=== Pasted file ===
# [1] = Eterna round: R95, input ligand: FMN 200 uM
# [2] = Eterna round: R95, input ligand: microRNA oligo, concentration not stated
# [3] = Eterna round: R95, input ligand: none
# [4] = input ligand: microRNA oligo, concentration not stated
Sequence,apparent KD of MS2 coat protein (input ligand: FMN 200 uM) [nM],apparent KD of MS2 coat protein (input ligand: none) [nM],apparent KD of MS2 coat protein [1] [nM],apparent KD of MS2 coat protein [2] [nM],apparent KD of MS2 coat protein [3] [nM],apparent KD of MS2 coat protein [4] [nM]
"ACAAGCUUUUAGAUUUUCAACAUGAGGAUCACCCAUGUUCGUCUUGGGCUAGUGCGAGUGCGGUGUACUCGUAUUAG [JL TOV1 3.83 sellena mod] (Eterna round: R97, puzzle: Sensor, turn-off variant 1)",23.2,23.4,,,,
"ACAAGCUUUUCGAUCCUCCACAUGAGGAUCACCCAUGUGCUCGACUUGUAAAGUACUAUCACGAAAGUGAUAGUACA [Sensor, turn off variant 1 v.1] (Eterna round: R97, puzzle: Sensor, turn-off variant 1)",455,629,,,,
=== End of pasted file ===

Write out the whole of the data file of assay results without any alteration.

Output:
# [1] = Eterna round: R95, input ligand: FMN 200 uM
# [2] = Eterna round: R95, input ligand: microRNA oligo, concentration not stated
# [3] = Eterna round: R95, input ligand: none
# [4] = input ligand: microRNA oligo, concentration not stated
Sequence,apparent KD of MS2 coat protein (input ligand: FMN 200 uM) [nM],apparent KD of MS2 coat protein (input ligand: none) [nM],apparent KD of MS2 coat protein [1] [nM],apparent KD of MS2 coat protein [2] [nM],apparent KD of MS2 coat protein [3] [nM],apparent KD of MS2 coat protein [4] [nM]
"ACAAGCUUUUAGAUUUUCAACAUGAGGAUCACCCAUGUUCGUCUUGGGCUAGUGCGAGUGCGGUGUACUCGUAUUAG [JL TOV1 3.83 sellena mod] (Eterna round: R97, puzzle: Sensor, turn-off variant 1)",23.2,23.4,,,,
"ACAAGCUUUUCGAUCCUCCACAUGAGGAUCACCCAUGUGCUCGACUUGUAAAGUACUAUCACGAAAGUGAUAGUACA [Sensor, turn off variant 1 v.1] (Eterna round: R97, puzzle: Sensor, turn-off variant 1)",455,629,,,,